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79 Cards in this Set

  • Front
  • Back
2 major subdivisions of the respiratory system:
-Conducting portion
-Respiratory portion
What is the function of the conducting passages?
To condition the air and transport it to more distal respiratory passages.
What is the characteristic feature of the Respiratory passages?
They have alveoli where gas exchange occurs.
What is the dividing line between the upper and lower resp tracts in clinical use?
The oropharynx
How is air conditioned as it passes thru the conducting passages?
-Foreign substances get removed
-Air is humidified
-Air is warmed
What are 3 additional physiologic functions of the lungs other than gas exchange?
-Production of chemical messengers i.e. ACE
-Speech sounds
-Regulation of acid-base balance
What terms denote conducting passages outside or within the lungs?
Extrapulmonary vs Intrapulmonary passages.
What lines the air conducting passages?
A mucosa
What is the mucosa lining the conducting passages associated with?
Lymphatic tissue and other defense related cells.
What is the mucosa attached to?
Supporting tissues like bone and cartilage.
6 steps in the Extrapulmonary Passages:
1. Nasal cavities
2. Paranasal sinuses
3. Nasopharynx
4. Oropharynx
5. Larynx
6. Trachea
What happens to air in the nasal cavities?
It is warmed, moistened and filtered
What important sense is in the nasal cavities?
Smell - olfaction
What type of epithelium lines the nasal vestibule?
Stratified squamous keratinized epithelium
What are Vibrissae?
Stiff hairs within the stratified squamous keratinized epithelium lining the nasal vestibule.
What lines most of the nasal CAVITY? (beyond the vestibule)
Pseudostratified Ciliated Columnar Epithelium
What important cells are in the Pseudostratified ciliated columnar epithelium of the nasal cavities?
What is the goblet cell-containing epithelium called?
Respiratory Epithelium
Where is Respiratory Epithelium found?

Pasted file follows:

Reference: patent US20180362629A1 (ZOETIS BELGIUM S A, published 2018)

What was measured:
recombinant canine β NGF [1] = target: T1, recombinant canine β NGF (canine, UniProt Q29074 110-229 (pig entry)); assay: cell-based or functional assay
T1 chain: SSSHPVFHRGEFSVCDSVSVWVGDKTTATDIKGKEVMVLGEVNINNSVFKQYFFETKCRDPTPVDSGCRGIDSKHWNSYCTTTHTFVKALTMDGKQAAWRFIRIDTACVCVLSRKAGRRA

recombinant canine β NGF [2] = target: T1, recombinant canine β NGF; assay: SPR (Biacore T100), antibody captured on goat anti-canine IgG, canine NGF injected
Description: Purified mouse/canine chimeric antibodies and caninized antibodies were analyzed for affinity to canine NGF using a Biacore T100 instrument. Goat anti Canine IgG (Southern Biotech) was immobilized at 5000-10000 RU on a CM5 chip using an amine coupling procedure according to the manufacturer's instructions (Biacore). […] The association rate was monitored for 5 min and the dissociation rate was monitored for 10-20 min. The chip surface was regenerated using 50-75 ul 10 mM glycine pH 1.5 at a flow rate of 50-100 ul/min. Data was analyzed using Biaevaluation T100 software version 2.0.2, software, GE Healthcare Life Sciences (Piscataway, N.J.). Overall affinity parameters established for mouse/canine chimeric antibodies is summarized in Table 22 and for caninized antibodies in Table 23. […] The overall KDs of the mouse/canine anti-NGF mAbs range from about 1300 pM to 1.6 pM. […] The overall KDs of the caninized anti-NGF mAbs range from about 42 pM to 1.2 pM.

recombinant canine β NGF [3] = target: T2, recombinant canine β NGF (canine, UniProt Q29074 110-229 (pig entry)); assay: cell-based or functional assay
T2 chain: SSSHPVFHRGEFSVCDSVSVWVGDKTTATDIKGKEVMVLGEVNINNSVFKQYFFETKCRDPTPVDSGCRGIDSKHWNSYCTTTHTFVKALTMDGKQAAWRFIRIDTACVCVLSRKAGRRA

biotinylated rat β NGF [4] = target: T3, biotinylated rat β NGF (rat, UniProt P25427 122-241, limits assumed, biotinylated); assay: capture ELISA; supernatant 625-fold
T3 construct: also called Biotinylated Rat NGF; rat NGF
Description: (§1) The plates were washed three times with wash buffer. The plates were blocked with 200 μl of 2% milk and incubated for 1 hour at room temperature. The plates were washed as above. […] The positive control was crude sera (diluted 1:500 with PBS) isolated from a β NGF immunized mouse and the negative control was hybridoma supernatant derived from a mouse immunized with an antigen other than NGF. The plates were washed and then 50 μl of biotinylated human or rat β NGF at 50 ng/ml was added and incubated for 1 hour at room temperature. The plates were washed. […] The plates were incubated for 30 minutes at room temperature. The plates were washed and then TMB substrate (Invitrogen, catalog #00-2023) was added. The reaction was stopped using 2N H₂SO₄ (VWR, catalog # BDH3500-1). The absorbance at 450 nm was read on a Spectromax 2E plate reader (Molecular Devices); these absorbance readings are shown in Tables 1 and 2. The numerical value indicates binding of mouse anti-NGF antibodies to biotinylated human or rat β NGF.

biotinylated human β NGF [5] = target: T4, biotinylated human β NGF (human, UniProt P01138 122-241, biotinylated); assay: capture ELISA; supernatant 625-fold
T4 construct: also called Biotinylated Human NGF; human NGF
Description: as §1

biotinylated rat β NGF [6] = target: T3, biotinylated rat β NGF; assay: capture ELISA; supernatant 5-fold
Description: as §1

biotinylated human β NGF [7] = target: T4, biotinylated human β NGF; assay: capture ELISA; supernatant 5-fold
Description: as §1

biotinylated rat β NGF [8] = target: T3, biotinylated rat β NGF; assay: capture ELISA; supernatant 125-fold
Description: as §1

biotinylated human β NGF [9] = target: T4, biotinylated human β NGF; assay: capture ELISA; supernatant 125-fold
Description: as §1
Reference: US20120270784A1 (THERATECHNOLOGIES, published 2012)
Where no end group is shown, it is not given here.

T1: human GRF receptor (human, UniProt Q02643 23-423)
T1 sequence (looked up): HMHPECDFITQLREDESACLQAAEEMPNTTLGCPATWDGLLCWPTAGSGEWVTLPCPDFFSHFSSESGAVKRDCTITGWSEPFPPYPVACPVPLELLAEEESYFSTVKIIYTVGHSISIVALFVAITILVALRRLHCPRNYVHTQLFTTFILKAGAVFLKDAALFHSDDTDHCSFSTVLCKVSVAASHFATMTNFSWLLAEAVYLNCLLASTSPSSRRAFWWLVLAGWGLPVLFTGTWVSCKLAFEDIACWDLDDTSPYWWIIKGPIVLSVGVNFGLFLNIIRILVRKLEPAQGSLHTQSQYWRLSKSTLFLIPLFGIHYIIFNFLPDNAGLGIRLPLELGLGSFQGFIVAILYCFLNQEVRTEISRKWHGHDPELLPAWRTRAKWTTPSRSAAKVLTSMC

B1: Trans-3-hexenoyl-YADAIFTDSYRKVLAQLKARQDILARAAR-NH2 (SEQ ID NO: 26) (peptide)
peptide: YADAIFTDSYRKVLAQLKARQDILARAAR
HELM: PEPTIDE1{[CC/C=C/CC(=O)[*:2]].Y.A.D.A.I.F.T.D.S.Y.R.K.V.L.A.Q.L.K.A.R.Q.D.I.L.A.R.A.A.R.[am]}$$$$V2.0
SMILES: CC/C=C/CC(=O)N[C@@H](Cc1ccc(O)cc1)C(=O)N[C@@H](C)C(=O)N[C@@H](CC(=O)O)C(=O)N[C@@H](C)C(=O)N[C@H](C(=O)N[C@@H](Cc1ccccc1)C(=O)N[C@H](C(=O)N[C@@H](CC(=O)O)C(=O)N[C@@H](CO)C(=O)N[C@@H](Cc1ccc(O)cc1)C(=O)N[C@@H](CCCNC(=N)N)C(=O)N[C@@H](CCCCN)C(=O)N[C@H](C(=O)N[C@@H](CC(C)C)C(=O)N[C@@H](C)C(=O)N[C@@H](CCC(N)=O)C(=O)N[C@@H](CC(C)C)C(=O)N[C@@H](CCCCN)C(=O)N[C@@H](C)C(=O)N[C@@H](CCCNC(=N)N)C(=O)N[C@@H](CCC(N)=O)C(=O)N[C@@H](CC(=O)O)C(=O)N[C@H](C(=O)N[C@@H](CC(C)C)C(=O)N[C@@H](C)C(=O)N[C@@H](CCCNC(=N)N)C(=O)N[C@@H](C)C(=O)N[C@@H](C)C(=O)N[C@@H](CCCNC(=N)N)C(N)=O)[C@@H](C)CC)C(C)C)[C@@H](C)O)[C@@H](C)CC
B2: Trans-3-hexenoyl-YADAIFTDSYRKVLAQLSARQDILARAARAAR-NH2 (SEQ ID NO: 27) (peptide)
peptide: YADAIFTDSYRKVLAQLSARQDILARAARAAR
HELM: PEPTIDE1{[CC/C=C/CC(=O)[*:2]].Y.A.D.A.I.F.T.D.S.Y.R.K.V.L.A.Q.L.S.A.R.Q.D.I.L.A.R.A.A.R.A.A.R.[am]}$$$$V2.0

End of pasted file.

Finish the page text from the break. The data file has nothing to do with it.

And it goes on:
Lining MOST of the conducting passages
What covers the Respiratory Epithelium?
A bilayer of mucus and serous fluid.
Which layer is most external?
What happens when particles get trapped in mucus?
It is transported to the pharynx by the underlying serous fluid.
What happens to serous fluid?
It is moved by the beating cilia under it in the epithelial cells to be swallowed or spit.
What is the ciliary driven mucous air cleaner called?
What is underneath the respiratory epithelium?
A lamina propria
What 3 important structures are in the lamina propria?
-Seromucous glands
-Vascular plexus
-Collagen fibers
What is the function of the vascular plexus?
To warm inspired air
What is the function of the collagen fibers?
To firmly attach the nasal cavity mucosa to the underlying periosteum.
What happens to the nasal mucosa during inflammatory and allergic reactions?
It swells and restricts airflow
5 cell types in the Respiratory Epithelium:
1. Ciliated columnar
2. Goblet
3. Basal stem cells
4. Brush cells
5. Small granule cells
How is the mucosa in the superior portion of the nasal cavity different from the rest of the respiratory epithelium?
It is olfactory mucosa
What special cells are in the olfactory mucosa?
Olfactory cells
What are olfactory cells?
Bipolar neurons
-Axon at their base
-Knob at apex w/ cilia
What does the lamina propria of olfactory cells contain?
Oderant Binding Protein secreted from serous glands.
What happens when an oderant binds to an oderant binding protein?
They together bind to specific oderant receptors on the cilia of olfactory cells.
What happens when an Oderant/OBP bind their receptor?
Gated Na Channels open and stimulate the nervous system.
What color is the olfactory mucosa in the living state?
Yellow brown
What lines the paranasal sinuses?
A thinner version of the respiratory mucosa.
What type of mucosa lines the Nasopharynx?